A proper response, A chilling response, Revelation?


  • Planting vegetables to combat COVID-19

    Jennifer Sawyer is taking a tip from victory gardens during World Wars I and II — but her garden is because of the war against COVID-19. Her entire front yard on Main St. just east of Central Park has been prepared, and parts of it already planted, to grow vegetables and an assortment of medicinal plants.

  • Blood drive scheduled

    Face coverings and social distancing will be required but blood donors from 2 to 6 p.m. May 27 at Gracepoint Church, 802 Vine St., Peabody, may qualify for a free T-shirt. Donors will receive a special Red Cross “We’re all in this together” T-shirt by mail while supplies last if they have valid email addresses on file.

  • Card shower requested

    A card shower and a drive-by birthday celebration are planned for Rufus Lohrenz, Hillsboro, who will be 100 years old May 23. Cards may be sent to Parkside Homes 200 Willow Rd., Hillsboro 67063.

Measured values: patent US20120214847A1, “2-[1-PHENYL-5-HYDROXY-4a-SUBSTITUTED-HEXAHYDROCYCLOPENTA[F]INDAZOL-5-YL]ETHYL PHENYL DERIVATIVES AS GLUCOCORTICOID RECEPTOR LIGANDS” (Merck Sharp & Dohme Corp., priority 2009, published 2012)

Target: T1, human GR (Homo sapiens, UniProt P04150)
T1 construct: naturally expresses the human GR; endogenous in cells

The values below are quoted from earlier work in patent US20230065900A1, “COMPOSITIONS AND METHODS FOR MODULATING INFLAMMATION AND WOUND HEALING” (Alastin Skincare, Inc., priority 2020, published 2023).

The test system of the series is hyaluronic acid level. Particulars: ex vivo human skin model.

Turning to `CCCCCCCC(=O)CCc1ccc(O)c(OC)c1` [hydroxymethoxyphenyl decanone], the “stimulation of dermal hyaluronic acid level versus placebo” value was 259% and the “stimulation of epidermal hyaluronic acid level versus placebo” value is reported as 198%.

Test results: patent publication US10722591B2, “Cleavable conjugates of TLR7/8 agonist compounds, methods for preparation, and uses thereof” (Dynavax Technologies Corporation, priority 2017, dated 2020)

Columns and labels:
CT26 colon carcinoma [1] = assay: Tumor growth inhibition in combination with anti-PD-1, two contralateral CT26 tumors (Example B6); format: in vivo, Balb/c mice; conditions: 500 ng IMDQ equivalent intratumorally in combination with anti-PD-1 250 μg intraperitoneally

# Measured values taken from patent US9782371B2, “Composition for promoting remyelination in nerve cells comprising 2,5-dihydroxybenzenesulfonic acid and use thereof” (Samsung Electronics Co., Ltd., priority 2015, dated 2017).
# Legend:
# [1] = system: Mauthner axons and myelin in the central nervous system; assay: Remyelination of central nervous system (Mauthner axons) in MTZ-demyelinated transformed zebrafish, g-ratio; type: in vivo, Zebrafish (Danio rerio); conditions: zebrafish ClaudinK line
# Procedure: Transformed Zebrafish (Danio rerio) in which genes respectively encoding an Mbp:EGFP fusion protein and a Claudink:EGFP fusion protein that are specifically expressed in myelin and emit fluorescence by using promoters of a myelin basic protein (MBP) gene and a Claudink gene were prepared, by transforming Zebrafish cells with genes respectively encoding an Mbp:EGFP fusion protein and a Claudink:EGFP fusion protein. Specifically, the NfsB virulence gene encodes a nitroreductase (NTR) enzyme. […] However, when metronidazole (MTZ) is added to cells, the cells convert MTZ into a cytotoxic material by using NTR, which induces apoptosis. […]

• Athlete honored

    Marion High School graduate Garrett Alleven last week was named a team captain of the men’s swim and dive team at St. Cloud State University in Minnesota. Alleven, a junior, will be one of five team captains for the 2020-2021 school year. The men’s team finished fourth at the 2020 GLIAC championships.

  • Main Street Ministries gets $25,000

    Main Street Ministries in Hillsboro received $25,000 last week from Kansas Health Foundation for COVID-19 response and recovery efforts. The foundation distributed $2 million to 91 faith-based, non-profit, or government organizations.


    Couple to celebrate 65th anniversary

    Michael Kirkpatrick and Kristen Herzet

    A yoke unlike any other

    Hillsboro, Marion, Peabody menus

    10, 25, 40, 55, 70, 100, 140 years ago

    When parades pass us by